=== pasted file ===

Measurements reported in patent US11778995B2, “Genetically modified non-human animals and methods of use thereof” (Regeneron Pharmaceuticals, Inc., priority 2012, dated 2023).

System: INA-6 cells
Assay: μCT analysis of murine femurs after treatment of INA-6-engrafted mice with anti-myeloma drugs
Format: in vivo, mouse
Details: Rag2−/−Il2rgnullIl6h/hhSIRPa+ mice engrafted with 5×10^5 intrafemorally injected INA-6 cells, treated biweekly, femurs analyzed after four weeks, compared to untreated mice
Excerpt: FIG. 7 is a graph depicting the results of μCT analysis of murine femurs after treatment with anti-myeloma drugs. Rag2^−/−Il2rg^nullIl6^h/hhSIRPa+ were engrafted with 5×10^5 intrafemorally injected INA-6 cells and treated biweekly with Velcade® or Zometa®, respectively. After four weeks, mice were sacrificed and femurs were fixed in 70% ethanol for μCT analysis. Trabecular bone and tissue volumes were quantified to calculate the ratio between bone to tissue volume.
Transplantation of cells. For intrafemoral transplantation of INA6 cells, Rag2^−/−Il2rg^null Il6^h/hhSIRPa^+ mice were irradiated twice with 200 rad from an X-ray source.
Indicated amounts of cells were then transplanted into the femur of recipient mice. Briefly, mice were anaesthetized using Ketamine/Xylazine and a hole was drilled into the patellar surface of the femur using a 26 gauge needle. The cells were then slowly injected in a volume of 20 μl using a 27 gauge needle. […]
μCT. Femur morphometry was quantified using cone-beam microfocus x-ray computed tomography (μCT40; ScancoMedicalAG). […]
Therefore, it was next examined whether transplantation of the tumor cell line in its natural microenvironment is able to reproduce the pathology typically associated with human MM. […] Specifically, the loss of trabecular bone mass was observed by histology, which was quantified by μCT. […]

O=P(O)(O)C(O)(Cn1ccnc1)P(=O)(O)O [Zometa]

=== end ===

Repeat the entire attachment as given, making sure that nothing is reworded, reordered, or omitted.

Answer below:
Measurements reported in patent US11778995B2, “Genetically modified non-human animals and methods of use thereof” (Regeneron Pharmaceuticals, Inc., priority 2012, dated 2023).

System: INA-6 cells
Assay: μCT analysis of murine femurs after treatment of INA-6-engrafted mice with anti-myeloma drugs
Format: in vivo, mouse
Details: Rag2−/−Il2rgnullIl6h/hhSIRPa+ mice engrafted with 5×10^5 intrafemorally injected INA-6 cells, treated biweekly, femurs analyzed after four weeks, compared to untreated mice
Excerpt: FIG. 7 is a graph depicting the results of μCT analysis of murine femurs after treatment with anti-myeloma drugs. Rag2^−/−Il2rg^nullIl6^h/hhSIRPa+ were engrafted with 5×10^5 intrafemorally injected INA-6 cells and treated biweekly with Velcade® or Zometa®, respectively. After four weeks, mice were sacrificed and femurs were fixed in 70% ethanol for μCT analysis. Trabecular bone and tissue volumes were quantified to calculate the ratio between bone to tissue volume.
Transplantation of cells. For intrafemoral transplantation of INA6 cells, Rag2^−/−Il2rg^null Il6^h/hhSIRPa^+ mice were irradiated twice with 200 rad from an X-ray source.
Indicated amounts of cells were then transplanted into the femur of recipient mice. Briefly, mice were anaesthetized using Ketamine/Xylazine and a hole was drilled into the patellar surface of the femur using a 26 gauge needle. The cells were then slowly injected in a volume of 20 μl using a 27 gauge needle. […]
μCT. Femur morphometry was quantified using cone-beam microfocus x-ray computed tomography (μCT40; ScancoMedicalAG). […]
Therefore, it was next examined whether transplantation of the tumor cell line in its natural microenvironment is able to reproduce the pathology typically associated with human MM. […] Specifically, the loss of trabecular bone mass was observed by histology, which was quantified by μCT. […]

O=P(O)(O)C(O)(Cn1ccnc1)P(=O)(O)O [Zometa]